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Re: ID help with five

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  • morgaston
    1)Yes it`s a soldier beetle- don`t know to species though . 2)Is a male Azure . 3)Is a female Azure
    Message 1 of 12 , May 31 11:58 AM
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      1)Yes it`s a soldier beetle- don`t know to species though
      .
      2)Is a male Azure
      .
      3)Is a female Azure







      --- In british_insects@yahoogroups.com, "Brian" <brian@...> wrote:
      >
      > Hi
      >
      > The usual help is required for the following pics:
      >
      > Is this a soldier beetle (Cantharidae), possibly Cantharis livida?
      > pic 1: http://www.secalis.co.uk/Files/D1005_D074.jpg
      >
      > Is this OK for Azure damselfly?
      > pic 2: http://www.secalis.co.uk/Files/D1005_B027.jpg
      >
      > and this damselfly?
      > pic 3: http://www.secalis.co.uk/Files/D1005_B018.jpg
      >
      > No idea about this fly - is it a sawfly?:
      > pic 4: http://www.secalis.co.uk/Files/D1005_D019.jpg
      >
      > and this one?:
      > pic 5: http://www.secalis.co.uk/Files/D1005_D094.jpg
      >
      > Your comments are appreciated, as usual.
      >
      > Brian
      >
    • skullotine
      Well done Amanda. It s good to hear of someone else going so far out of their way to help a creature to which the majority of people wouldn t have given a
      Message 2 of 12 , Jun 1, 2010
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        Well done Amanda. It's good to hear of someone else going so far out of their way to help a creature to which the majority of people wouldn't have given a second thought. Makes me question my own sanity a little less!

        Mike


        --- In british_insects@yahoogroups.com, "amanda" <amanda@...> wrote:
        >
        > Hi everyone, April and May everything just seems to come to life again doesn't it? If you get a chance to look in Amandas album please do and if you can provide any information I will be grateful. I have 3 things I'd like to know more about The Struggling Bee is the first:
        > Have a read of the story behind the bee in the first 3 pictures.
        > Pics 1&2
        > I spotted this bee walking across my slate chippings last week, he kept falling over then really struggling to get back on his feet, there was a mound of things each smaller than this dot . , on its back and spreading under his wings right underneath its front legs. Looking through a magnifying glass I could see these little dot things were all moving.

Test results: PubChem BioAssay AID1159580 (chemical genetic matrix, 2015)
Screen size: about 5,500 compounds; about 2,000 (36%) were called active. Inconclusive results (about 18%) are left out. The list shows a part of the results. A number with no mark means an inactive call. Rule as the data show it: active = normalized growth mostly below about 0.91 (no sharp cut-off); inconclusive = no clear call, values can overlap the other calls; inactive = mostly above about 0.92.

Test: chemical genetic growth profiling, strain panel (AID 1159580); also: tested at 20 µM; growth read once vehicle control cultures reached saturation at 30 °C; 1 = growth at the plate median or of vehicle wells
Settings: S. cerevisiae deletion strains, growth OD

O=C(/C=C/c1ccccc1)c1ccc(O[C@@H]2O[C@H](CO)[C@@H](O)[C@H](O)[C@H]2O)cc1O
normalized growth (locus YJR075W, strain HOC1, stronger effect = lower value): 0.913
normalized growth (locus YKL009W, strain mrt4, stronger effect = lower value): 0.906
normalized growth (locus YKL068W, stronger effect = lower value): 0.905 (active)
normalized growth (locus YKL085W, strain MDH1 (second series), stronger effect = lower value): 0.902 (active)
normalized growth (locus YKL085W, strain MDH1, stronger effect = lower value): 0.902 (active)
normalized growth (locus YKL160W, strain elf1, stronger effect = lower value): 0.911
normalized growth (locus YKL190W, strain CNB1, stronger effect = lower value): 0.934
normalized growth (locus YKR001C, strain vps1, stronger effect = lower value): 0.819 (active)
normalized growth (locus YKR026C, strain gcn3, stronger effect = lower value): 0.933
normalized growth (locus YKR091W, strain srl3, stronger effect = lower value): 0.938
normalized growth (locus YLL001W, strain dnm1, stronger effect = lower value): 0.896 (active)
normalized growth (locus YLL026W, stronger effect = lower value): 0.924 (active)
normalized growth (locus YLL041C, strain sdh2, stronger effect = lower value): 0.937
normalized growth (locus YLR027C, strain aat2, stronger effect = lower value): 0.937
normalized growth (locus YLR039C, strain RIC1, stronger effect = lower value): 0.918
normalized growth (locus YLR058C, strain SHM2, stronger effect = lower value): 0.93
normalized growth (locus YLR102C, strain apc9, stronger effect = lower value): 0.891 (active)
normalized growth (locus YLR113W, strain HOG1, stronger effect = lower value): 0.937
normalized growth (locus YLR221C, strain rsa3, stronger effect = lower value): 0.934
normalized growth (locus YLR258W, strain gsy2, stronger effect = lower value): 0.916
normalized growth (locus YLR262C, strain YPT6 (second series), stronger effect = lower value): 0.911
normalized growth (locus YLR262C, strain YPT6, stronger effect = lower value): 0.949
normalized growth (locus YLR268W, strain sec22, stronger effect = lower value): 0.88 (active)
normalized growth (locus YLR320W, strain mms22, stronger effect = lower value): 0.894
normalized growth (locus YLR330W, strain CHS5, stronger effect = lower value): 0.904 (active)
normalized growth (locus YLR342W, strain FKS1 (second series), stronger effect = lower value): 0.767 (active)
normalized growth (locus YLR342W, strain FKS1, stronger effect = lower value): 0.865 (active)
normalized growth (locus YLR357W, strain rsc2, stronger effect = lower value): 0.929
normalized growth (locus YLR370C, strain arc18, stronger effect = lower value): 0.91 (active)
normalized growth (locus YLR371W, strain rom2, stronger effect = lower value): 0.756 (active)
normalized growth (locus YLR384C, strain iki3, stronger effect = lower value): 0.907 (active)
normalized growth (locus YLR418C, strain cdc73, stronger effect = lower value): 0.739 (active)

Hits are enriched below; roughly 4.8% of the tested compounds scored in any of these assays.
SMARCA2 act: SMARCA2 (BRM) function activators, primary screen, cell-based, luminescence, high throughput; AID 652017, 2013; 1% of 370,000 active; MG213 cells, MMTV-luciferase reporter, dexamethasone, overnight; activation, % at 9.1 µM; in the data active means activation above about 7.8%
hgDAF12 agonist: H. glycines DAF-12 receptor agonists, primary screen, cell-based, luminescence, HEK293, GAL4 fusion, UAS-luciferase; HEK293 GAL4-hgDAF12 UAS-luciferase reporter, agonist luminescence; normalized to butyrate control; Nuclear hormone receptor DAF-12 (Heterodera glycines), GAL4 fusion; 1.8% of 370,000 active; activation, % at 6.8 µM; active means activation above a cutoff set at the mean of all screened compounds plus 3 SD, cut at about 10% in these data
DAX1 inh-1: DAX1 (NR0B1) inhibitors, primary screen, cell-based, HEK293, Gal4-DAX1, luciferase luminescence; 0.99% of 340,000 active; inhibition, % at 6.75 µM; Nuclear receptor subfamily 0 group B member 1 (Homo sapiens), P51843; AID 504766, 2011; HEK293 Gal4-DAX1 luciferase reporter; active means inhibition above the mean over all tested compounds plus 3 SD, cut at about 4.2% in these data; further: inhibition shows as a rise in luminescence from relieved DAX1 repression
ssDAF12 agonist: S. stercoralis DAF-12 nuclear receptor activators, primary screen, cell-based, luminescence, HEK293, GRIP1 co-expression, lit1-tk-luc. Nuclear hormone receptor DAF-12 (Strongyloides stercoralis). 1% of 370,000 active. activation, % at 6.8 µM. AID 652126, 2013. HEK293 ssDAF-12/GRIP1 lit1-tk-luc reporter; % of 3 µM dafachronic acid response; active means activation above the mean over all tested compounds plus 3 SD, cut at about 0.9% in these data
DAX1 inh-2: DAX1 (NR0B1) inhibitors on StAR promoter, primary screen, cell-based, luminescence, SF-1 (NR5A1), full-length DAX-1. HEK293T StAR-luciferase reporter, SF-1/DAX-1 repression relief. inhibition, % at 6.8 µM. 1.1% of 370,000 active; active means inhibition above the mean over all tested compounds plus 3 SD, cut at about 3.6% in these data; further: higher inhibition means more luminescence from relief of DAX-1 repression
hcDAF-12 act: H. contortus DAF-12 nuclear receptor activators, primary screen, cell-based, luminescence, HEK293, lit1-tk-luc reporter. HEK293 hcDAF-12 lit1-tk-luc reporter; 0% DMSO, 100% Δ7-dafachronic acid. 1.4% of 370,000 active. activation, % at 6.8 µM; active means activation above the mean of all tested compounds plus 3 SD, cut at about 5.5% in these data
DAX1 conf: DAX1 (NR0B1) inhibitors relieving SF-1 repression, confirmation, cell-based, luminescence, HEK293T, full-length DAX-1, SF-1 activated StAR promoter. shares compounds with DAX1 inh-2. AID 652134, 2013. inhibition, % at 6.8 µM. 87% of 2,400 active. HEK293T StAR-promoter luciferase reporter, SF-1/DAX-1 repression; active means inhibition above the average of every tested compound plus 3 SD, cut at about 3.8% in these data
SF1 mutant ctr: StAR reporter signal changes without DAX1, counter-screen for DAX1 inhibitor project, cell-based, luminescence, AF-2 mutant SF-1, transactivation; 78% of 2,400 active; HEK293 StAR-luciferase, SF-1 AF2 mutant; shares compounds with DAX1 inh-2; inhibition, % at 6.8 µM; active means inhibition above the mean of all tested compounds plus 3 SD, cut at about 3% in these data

> I presumed the bee wasn't happy with the situation and decided to try and remove them by brushing them off with a tiny paint brush but they seemed to cling on for dear life, in the end I gave it about 20 baths and using fine tweezers, the paint brush and a frayed bit of ornamental grass as a comb, nearly 2hours later I'd managed to remove most of them as shown in PIC 3.
        > I placed him on the ornamental grass plant to dry out and over the next 45 mins kept checking on him but he hadn't moved, I started to feel sad that he probably wouldn't make it now after all I'd put him through and perhaps I shouldn't have interferred with nature then it dawned on me he's probably hungry so I placed him on some flowers in my hanging basket and straight away he was in the middle of a flower supping up the nectar, flitting from one tiny flower to the next. I felt better to think that now he's feeding he'll probably survive.
        > I forgot about him for a about an hour and was busy indoors then I went to check on him as I approached the hanging basket there was no sign of him then all of a sudden a bee flew over my fence and landed in the basket and I couldn't believe it, it was the same bee, I was so happy to see him doing what bees do, I like to think he came back to say 'Hey look at me, I can fly again now thanx to you'
        >
        > If anyone could tell me what they were likely to have been? Was I right or wrong doing what I done? Any comments feel free to reply.
        > Cheers
        > Mandy
        >
      • Mandy
        Mike thank you for your response and I did chuckle when I read your last sentence about sanity because all the time I was doing it I kept thinking I hope the